24 of control theory for discrete event systems. 2.3 Control Theory Applied to DES While continuous control theory has been very successful, manymodern complex physical devices have proven to be not amenable to itstechniques. There are essentially two sources of problems. Many ofthese devices can be properly described only in a discrete orhybrid èi.e., mixture of discrete and continuous dynamicsè setting. The plant has to bemodeled in terms of a discrete set of states and transitions 1, which poses many problems. Secondly, the behavior desiredofthe ultimate system tends to be fairly complex. In their original work, Ramadge and Wonham ë66ë describe a reinterpretation of the key concepts ofcontrol theory for systems whose underlying dynamics is represented in terms of formal languages. The system to be controlled is considered a generator ègè of a language L èsee ë41ëè. This choice is well suited to represent the discretenature of a wide variety of systems. Ramadge and Wonham introduced the term CDES to indicate this class of systems. As a standard example, consider a machineonashop æoor. A high level 1 Theword discrete assumes two diæerent meanings in control theory_it is used toindicate a discretization of time T,orasadeæning characteristic of the underlying state space. In this dissertation, unless explicitly noted, the term ëdiscrete" always refers to system modeled with anunderlying discrete state space. 12
25 model of its operation may be given in terms of three states idle, running, faulty. The normal operation of the machineisanalternation of the ærst two states, controlled by start and stop signals. Every once in while, the machine will break down, causing the model to movetothe faulty state. In its simplest form, a CDES is deæned in terms of its generator G =èæ;s;æ;s 0 è: æisthe alphabet of the generator èsimilar to the outputs Y of a control theory speciæcationè, whose elements are called events. S is a ænite set of states èthe analogous of Xè. æ : ææs! S is the unregulated transition function, deæned in the standard way. Thestate s 0 is the initial state. The generator is also called, with anobvious analogy, the plant to be controlled. The main assumption on CDES is that the alphabet set is partitioned into two subsets. æ c ç æisasubset of controllable events, æ u =æ, æ c is a subset of uncontrollable events. This assumption is the basis of the whole CDES theory. The control law to beapplied to the plant can disable events inæ c preventing them from being generated. This disabling action constitutes the input ofthe system èin analogy to Uè. An admissible control for a CDES is a set of disabling actions and can simply be represented as a subset of æ c or as a function æ :æ c!f0; 1g: 13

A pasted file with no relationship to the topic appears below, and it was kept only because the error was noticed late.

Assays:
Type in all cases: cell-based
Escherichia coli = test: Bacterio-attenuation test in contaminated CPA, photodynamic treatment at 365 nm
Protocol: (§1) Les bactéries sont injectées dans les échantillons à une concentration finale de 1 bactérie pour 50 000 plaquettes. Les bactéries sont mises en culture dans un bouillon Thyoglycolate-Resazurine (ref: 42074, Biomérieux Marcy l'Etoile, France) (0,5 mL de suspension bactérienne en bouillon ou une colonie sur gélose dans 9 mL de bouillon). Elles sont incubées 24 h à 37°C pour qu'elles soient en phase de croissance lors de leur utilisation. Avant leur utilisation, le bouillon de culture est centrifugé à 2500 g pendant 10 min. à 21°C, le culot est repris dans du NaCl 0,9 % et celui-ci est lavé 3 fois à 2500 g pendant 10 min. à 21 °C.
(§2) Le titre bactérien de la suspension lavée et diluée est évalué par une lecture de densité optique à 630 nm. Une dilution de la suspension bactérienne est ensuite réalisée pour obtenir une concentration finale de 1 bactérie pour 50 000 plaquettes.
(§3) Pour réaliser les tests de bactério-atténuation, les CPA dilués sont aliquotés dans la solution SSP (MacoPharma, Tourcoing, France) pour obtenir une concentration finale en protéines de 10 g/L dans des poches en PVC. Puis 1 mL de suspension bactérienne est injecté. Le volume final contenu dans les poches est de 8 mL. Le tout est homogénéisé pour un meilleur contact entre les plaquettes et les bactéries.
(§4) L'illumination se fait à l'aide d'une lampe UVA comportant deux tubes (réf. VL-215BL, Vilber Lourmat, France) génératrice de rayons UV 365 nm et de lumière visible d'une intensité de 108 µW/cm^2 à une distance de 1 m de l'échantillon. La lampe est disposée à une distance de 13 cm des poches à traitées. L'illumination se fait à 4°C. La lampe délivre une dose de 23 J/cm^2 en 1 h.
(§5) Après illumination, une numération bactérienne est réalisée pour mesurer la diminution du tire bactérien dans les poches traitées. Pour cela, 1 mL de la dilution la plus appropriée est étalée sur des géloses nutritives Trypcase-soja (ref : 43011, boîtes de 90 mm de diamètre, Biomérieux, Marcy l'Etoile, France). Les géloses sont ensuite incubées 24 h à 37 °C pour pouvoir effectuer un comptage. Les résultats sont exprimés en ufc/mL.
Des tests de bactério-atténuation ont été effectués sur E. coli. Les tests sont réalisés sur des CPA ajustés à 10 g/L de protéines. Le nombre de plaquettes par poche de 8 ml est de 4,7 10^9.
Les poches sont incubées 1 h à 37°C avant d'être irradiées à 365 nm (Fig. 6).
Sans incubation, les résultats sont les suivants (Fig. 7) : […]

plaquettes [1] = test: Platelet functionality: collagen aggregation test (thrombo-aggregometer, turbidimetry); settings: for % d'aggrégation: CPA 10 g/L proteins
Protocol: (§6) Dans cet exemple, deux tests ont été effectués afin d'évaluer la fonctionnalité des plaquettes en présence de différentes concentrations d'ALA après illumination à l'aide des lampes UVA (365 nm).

26 A ç 2 æ is enabled if æèçè = 1,disabled otherwise. The set of all æ's is denoted by,. The analogue of the state equation f is the controlled state transition function æ c, which uses the deænition of æ with the extension that æ :æ u! f1g. i.e. æ c :,æ S æ æ! S: 8 é p if æèq; çè = p and æèçè = 1; æ c èæ;q;çè= é:? otherwise: By substituting æ with æ c in the deænition of G, the controlled generator G c is obtained. With these deænition it is now possible to formulate the control problem for CDES's. I.e. design a supervisor device that selects the control inputs in such a way that the given CDES behaves in obedience to various constraints Building Supervisory Controllers for CDES Theanalogy with continuous control theory is carried over in the speciæcation of a supervisor for a CDES plant G c. Since the plant isagenerator of a language èæëgëè, it is natural to assume adevice observing, orrecognizing, the events generated and producing the control inputs asneeded. Such adevice is represented as a recognizer R =èæ;r;ç;r 0 è: 14
27 hr;'i ç admissible control æ G c Figure 2.1: The standard arrangement of plant G and supervisor hr;'i. R is the recognizer set of states, ç is its transition function and r 0 is its initial state. The recognizer has an associated map ' : R!,; which represents the control law for the CDES. The pair hr;' is the supervisor for G c. ' is called the supervisor map and represents the state feedback law for the plant. The supervisor is coupled with the plant inthe standard arrangementshown in ægure 2.1. With these deænitions, Ramadge and Wonham developatheory which gives guarantees about the existence and the ëconstructibility" of supervisors. 15
28 CDES Theory: Main Results The main result ofthe theory of CDES is the existence theorem for supervisors ècfr. ë66ëè. The result is based on a notion of controllability of languages. Assumethe standard language union, intersection, concatenation and preæx closure operations described in ë41ë. If K and L are languages over an alphabet æ partitioned between controllable and uncontrollable events, then the language K is said to becontrollable if çkæ u ë L ç ç K: This condition ensures that given any sequence of events inthe preæx of K èkè, ç any subsequent uncontrollable event will not produce a behavior that a recognizer for K would fail to detect. The other main result ofthe theory concerns the structure of the family of controllable sublanguages of a given language K. This family is closed under union and intersection and contains a supremal element. The supremal controllable sublanguage of K, denoted by K ",istherefore an approximation to K. The existence of this supremal element isthe key to the construction of the actual supervisor for a wide variety of systems. A Pragmatic Methodology The existence of the supremal controllable sublanguage of a given language K, implies a procedure for the construction of a supervisor for a given system. 16